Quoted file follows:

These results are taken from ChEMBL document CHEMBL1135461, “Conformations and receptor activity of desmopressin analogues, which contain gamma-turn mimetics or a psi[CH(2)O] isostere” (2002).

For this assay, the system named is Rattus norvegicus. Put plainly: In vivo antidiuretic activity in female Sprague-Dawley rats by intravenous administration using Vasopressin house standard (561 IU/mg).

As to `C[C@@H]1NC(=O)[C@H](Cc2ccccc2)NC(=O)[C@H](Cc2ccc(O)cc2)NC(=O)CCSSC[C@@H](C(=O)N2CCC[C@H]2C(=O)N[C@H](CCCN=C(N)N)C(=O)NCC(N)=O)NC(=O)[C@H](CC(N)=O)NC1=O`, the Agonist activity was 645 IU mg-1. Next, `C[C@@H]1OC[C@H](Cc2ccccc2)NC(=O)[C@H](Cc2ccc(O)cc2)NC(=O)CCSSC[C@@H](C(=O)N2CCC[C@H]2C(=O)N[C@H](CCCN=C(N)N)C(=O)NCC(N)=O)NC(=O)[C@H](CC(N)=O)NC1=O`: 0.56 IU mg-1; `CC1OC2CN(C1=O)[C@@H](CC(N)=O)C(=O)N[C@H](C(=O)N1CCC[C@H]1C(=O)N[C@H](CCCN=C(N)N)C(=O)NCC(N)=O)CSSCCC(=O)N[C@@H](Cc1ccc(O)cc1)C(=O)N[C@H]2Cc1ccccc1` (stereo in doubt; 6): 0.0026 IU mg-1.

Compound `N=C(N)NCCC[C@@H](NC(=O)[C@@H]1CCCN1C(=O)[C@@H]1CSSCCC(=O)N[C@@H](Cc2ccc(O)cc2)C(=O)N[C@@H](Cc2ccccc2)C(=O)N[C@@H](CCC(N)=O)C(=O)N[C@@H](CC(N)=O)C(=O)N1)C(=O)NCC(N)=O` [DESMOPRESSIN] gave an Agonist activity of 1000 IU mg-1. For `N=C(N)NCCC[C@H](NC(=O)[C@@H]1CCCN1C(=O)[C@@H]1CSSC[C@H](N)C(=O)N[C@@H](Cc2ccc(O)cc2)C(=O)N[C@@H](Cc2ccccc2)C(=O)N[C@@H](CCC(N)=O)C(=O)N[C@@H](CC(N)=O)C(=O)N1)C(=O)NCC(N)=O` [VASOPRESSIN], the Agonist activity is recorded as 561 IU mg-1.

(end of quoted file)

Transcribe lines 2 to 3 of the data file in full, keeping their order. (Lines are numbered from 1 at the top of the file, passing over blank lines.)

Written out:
For this assay, the system named is Rattus norvegicus. Put plainly: In vivo antidiuretic activity in female Sprague-Dawley rats by intravenous administration using Vasopressin house standard (561 IU/mg).

As to `C[C@@H]1NC(=O)[C@H](Cc2ccccc2)NC(=O)[C@H](Cc2ccc(O)cc2)NC(=O)CCSSC[C@@H](C(=O)N2CCC[C@H]2C(=O)N[C@H](CCCN=C(N)N)C(=O)NCC(N)=O)NC(=O)[C@H](CC(N)=O)NC1=O`, the Agonist activity was 645 IU mg-1. Next, `C[C@@H]1OC[C@H](Cc2ccccc2)NC(=O)[C@H](Cc2ccc(O)cc2)NC(=O)CCSSC[C@@H](C(=O)N2CCC[C@H]2C(=O)N[C@H](CCCN=C(N)N)C(=O)NCC(N)=O)NC(=O)[C@H](CC(N)=O)NC1=O`: 0.56 IU mg-1; `CC1OC2CN(C1=O)[C@@H](CC(N)=O)C(=O)N[C@H](C(=O)N1CCC[C@H]1C(=O)N[C@H](CCCN=C(N)N)C(=O)NCC(N)=O)CSSCCC(=O)N[C@@H](Cc1ccc(O)cc1)C(=O)N[C@H]2Cc1ccccc1` (stereo in doubt; 6): 0.0026 IU mg-1.